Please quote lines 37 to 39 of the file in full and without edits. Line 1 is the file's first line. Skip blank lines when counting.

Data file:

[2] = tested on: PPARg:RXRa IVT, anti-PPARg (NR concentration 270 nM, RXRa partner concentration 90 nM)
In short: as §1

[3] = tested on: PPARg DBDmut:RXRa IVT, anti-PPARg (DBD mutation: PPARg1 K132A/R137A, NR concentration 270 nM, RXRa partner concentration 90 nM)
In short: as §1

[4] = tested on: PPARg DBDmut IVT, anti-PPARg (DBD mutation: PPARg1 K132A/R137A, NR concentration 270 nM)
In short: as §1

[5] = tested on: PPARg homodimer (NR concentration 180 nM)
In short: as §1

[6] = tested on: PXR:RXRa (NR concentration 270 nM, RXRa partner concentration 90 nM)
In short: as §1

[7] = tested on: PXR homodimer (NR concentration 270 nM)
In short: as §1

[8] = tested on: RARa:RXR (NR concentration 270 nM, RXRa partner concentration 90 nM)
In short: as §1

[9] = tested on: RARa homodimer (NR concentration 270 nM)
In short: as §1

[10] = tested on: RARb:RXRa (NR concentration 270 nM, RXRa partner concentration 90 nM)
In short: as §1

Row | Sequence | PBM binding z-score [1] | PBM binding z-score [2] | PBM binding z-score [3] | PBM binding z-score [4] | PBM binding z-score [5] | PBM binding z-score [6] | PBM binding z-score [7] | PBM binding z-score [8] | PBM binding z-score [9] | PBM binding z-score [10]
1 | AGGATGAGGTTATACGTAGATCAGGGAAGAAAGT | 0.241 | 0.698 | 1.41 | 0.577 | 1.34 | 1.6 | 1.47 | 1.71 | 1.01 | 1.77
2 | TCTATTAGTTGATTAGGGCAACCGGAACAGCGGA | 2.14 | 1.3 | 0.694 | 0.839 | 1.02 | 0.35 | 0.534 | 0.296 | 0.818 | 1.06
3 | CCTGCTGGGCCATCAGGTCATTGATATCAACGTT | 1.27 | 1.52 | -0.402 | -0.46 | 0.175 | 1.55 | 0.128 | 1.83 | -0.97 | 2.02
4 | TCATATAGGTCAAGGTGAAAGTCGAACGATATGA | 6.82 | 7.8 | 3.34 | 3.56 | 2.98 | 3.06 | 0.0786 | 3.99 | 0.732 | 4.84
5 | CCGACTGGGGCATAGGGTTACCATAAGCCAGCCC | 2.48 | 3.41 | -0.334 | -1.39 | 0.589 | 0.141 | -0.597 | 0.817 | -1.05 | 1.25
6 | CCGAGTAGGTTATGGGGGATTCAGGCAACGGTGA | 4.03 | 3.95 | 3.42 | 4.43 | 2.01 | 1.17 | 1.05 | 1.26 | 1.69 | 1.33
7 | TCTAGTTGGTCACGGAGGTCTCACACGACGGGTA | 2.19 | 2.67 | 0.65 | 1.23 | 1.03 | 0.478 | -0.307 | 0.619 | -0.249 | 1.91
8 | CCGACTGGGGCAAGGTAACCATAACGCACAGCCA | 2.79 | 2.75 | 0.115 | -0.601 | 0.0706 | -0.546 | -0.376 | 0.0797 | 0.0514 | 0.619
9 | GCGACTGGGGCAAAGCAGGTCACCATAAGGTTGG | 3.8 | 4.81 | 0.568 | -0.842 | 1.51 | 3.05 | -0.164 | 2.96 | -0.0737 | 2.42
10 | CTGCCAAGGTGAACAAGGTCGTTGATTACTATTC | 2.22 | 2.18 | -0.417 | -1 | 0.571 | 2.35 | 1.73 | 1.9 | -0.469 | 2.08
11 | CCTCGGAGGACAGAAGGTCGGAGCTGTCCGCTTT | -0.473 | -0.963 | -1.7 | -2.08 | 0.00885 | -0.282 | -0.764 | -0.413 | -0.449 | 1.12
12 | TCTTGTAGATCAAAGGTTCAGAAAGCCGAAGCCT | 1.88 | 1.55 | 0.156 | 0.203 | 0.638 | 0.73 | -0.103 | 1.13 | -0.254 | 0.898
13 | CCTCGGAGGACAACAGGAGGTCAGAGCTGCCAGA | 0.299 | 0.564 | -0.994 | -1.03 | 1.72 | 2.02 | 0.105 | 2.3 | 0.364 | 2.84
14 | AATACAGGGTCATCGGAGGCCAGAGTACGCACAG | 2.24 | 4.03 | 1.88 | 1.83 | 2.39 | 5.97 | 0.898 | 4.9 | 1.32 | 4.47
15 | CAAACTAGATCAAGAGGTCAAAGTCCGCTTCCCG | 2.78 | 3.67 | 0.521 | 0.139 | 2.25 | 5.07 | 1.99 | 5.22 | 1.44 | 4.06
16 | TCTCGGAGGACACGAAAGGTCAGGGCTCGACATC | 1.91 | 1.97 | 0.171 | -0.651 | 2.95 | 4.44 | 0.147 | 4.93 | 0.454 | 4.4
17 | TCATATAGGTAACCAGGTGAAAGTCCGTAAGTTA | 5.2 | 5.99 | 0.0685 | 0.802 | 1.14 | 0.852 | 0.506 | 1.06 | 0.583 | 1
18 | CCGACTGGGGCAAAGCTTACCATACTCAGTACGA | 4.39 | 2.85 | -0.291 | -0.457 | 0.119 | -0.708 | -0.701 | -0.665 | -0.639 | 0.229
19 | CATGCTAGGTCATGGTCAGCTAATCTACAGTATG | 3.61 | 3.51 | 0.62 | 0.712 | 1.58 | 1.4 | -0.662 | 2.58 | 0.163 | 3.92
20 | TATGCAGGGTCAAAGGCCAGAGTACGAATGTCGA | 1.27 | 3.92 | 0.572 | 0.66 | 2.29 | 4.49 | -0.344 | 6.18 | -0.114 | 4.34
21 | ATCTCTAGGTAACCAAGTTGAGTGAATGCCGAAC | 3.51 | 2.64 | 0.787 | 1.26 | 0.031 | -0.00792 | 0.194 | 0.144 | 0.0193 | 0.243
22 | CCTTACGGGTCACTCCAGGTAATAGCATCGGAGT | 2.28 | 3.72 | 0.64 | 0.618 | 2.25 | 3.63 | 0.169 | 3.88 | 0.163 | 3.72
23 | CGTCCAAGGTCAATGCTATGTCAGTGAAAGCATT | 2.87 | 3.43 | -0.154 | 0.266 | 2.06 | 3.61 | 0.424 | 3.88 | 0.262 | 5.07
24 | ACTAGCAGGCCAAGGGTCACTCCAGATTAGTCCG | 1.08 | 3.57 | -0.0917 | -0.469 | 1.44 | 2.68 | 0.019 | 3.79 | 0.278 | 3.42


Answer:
18 | CCGACTGGGGCAAAGCTTACCATACTCAGTACGA | 4.39 | 2.85 | -0.291 | -0.457 | 0.119 | -0.708 | -0.701 | -0.665 | -0.639 | 0.229
19 | CATGCTAGGTCATGGTCAGCTAATCTACAGTATG | 3.61 | 3.51 | 0.62 | 0.712 | 1.58 | 1.4 | -0.662 | 2.58 | 0.163 | 3.92
20 | TATGCAGGGTCAAAGGCCAGAGTACGAATGTCGA | 1.27 | 3.92 | 0.572 | 0.66 | 2.29 | 4.49 | -0.344 | 6.18 | -0.114 | 4.34